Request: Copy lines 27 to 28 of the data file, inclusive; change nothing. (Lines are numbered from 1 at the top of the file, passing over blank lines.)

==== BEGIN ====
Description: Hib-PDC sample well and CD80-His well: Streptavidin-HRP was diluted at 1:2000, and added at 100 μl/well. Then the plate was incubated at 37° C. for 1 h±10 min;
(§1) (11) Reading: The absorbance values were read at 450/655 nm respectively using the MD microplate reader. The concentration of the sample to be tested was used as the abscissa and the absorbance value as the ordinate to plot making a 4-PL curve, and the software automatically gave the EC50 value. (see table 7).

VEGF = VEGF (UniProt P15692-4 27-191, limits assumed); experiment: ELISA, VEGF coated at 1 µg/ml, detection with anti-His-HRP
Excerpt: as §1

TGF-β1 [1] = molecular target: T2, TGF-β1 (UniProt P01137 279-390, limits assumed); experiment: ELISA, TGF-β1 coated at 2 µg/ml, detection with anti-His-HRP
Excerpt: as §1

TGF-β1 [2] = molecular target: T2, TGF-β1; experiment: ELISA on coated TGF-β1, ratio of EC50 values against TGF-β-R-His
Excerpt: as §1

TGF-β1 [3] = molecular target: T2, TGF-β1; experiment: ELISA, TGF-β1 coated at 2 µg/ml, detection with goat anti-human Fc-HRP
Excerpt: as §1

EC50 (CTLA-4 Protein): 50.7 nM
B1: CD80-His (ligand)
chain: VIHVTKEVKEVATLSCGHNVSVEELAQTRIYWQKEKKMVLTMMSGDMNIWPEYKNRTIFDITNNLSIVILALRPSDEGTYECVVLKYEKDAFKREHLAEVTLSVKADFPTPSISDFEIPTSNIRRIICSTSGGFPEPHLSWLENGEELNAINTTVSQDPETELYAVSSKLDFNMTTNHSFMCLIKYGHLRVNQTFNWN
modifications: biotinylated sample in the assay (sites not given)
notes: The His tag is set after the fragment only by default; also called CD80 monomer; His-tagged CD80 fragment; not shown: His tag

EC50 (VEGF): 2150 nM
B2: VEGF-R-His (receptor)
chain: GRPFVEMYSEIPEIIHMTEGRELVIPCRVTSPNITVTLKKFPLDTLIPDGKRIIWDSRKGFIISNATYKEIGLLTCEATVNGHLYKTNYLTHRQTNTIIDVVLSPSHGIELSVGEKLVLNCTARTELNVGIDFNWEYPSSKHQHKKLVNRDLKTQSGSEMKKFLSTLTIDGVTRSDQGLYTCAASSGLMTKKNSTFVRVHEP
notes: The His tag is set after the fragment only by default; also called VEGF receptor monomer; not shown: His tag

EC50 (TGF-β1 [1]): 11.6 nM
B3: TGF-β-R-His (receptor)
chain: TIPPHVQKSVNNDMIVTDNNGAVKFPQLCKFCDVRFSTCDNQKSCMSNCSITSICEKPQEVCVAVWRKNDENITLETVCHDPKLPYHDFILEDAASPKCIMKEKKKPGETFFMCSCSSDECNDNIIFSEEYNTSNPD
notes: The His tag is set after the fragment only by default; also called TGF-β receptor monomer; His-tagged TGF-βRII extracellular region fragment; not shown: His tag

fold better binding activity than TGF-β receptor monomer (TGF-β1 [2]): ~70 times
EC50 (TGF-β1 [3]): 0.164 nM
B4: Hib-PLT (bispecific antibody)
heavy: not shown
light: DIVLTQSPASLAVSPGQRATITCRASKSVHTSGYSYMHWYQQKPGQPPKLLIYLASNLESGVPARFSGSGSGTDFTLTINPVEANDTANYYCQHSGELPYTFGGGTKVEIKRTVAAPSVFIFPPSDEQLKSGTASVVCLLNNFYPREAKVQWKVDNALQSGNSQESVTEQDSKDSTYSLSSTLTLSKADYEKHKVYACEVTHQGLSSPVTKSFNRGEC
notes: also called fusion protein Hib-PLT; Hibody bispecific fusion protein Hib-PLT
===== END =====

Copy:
heavy: not shown
light: DIVLTQSPASLAVSPGQRATITCRASKSVHTSGYSYMHWYQQKPGQPPKLLIYLASNLESGVPARFSGSGSGTDFTLTINPVEANDTANYYCQHSGELPYTFGGGTKVEIKRTVAAPSVFIFPPSDEQLKSGTASVVCLLNNFYPREAKVQWKVDNALQSGNSQESVTEQDSKDSTYSLSSTLTLSKADYEKHKVYACEVTHQGLSSPVTKSFNRGEC